On October 30, a study published in Nature Geoscience showed that “dust clouds” from asteroid impacts may be to blame for the extinction of the dinosaurs.
Chicxulub crater formed by impact Credit: Mark Garlick/Science Photo Library
Cem Berk Senel and others at the Royal Observatory of Belgium re-examined the Chicxulub asteroid impact and found that the impact caused the extinction of dinosaurs and most species on Earth at the time.
Researchers studied well-preserved rock samples that formed in what is now North Dakota, USA, at the time of the dinosaur extinction event. This rock contains traces that geologists have used to mark changes in the Earth’s history from the Cretaceous to the Paleogene. They tested the samples for sulphur, soot and silicate and found that the samples contained more small particles of silicate dust than expected, ranging from 0.8 to 8 microns in diameter.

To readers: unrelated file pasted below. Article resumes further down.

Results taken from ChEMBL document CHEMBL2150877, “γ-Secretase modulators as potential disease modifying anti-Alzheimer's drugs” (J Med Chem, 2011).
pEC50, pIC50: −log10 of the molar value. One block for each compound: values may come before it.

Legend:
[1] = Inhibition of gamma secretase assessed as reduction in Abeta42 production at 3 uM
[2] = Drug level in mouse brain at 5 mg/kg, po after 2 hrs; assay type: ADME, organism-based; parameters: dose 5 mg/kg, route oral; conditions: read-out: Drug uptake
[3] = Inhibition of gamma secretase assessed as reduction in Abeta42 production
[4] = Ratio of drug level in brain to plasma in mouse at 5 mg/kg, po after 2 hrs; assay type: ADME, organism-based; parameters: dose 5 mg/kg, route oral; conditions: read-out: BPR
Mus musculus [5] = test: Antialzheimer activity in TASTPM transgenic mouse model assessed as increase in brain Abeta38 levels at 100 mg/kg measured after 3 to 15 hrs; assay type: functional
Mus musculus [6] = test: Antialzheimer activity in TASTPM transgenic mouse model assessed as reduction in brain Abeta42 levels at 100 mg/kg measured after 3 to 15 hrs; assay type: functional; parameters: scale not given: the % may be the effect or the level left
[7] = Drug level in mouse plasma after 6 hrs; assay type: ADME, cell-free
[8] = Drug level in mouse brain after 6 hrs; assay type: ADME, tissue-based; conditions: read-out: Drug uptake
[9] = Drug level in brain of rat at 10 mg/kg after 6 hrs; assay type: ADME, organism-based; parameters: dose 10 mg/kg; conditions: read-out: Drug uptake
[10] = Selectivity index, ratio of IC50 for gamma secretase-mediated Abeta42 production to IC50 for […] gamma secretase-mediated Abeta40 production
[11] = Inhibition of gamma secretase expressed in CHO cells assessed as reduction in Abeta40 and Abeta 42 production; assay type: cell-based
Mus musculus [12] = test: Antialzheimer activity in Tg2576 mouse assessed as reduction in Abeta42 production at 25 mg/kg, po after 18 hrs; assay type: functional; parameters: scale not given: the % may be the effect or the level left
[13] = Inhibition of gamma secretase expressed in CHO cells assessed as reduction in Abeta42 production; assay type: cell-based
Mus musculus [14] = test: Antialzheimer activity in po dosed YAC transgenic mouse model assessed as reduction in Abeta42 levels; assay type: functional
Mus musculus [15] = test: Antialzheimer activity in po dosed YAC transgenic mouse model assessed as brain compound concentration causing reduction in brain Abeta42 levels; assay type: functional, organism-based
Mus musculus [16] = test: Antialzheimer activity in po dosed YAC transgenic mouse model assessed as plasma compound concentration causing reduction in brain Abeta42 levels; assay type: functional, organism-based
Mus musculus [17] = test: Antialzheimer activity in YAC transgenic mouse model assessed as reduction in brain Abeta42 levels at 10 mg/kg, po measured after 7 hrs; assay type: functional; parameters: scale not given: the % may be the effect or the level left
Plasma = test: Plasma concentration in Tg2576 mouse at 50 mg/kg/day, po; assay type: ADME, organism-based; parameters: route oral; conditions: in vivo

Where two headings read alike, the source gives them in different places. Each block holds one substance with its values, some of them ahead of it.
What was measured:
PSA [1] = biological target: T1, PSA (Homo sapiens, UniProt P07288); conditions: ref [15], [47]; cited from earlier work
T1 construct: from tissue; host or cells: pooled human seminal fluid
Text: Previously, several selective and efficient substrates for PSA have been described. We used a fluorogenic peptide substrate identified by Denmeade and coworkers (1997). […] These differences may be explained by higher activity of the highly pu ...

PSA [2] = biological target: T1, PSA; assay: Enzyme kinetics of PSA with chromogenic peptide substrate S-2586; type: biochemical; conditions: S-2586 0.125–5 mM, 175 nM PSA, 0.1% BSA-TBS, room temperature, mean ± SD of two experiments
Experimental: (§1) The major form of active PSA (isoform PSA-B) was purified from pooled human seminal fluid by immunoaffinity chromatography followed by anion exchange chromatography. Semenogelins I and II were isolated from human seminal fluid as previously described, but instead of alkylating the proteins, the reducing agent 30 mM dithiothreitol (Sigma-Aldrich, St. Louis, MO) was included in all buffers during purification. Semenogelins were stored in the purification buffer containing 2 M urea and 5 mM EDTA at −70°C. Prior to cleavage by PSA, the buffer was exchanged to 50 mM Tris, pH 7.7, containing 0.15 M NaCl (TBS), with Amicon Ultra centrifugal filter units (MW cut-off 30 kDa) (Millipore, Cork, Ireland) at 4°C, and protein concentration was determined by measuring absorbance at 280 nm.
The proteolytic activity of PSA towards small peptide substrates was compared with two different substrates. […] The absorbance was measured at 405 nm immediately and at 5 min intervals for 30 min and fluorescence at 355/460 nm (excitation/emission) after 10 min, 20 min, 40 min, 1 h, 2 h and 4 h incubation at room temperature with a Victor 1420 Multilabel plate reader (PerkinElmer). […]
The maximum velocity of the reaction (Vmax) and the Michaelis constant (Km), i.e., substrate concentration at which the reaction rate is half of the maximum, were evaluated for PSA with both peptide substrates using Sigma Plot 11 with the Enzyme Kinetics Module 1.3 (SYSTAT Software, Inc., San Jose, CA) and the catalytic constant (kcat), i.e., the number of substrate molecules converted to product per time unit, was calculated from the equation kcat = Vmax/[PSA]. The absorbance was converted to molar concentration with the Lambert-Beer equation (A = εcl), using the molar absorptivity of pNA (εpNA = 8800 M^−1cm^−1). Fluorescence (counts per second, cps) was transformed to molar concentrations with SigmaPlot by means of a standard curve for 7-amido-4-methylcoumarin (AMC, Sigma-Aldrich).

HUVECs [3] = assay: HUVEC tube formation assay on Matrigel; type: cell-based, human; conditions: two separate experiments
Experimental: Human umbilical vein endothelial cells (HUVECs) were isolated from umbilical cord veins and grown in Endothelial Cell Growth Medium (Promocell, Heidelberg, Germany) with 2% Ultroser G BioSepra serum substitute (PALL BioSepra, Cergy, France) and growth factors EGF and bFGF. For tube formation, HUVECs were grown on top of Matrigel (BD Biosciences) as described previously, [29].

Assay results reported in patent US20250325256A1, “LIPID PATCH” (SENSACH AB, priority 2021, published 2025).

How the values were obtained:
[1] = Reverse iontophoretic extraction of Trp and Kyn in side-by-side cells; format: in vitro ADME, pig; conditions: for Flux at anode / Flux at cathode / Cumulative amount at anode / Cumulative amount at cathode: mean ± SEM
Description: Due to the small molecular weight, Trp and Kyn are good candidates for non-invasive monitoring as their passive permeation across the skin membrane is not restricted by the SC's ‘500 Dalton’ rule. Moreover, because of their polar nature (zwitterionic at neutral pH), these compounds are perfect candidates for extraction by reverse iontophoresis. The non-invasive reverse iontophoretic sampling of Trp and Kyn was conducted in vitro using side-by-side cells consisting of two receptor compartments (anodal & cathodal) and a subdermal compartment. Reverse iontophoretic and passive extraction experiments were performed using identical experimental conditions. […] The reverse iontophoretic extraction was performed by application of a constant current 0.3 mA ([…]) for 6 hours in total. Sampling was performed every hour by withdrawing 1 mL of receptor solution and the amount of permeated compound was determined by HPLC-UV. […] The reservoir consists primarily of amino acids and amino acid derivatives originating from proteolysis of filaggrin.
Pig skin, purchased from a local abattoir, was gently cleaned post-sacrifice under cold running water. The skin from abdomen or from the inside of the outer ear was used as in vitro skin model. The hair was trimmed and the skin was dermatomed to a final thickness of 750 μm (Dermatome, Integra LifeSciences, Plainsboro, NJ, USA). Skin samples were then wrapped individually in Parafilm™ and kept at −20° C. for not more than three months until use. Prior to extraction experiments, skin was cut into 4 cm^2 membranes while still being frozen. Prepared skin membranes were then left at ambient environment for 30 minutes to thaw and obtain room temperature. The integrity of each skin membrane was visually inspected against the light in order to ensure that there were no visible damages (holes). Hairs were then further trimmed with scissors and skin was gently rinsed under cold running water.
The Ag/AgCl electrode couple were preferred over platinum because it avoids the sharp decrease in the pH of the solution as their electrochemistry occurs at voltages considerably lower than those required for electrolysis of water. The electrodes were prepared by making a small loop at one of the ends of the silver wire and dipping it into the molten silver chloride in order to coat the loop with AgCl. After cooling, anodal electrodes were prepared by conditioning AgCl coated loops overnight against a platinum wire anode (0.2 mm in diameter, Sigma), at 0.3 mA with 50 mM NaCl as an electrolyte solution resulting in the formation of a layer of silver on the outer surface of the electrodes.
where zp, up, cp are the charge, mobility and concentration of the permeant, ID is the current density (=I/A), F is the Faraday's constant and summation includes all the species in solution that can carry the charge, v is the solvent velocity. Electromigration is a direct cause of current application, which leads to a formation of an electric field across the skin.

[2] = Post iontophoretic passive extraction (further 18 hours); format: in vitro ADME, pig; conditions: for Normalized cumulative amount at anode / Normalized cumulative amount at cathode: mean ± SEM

The team believes that tiny particles from the asteroid impact form “dust clouds” that obscure the sun and may cause plants to fail to photosynthesize for up to two years, causing vegetation to die and starvation of many herbivorous species, including some dinosaurs, leading to a catastrophic mass extinction event.
Models show that dust can remain in the atmosphere for up to 15 years, during which time global temperatures drop by as much as 15°C.
“We need to gain a deeper understanding of the causes of global cooling or loss of photosynthesis to advance our understanding of the exact extinction mechanisms following the impact of the Chicxulub asteroid,” Senel said. This is the first time that paleoclimate modelling has shown that photosynthesis activity has been suppressed for 2 years, and that dust-induced shock winters have lasted for 15-20 years. (Source: China Science News Wang Zhaoyu)
Related Paper Information:https://doi.org/10.1038/d41586-023-03406-7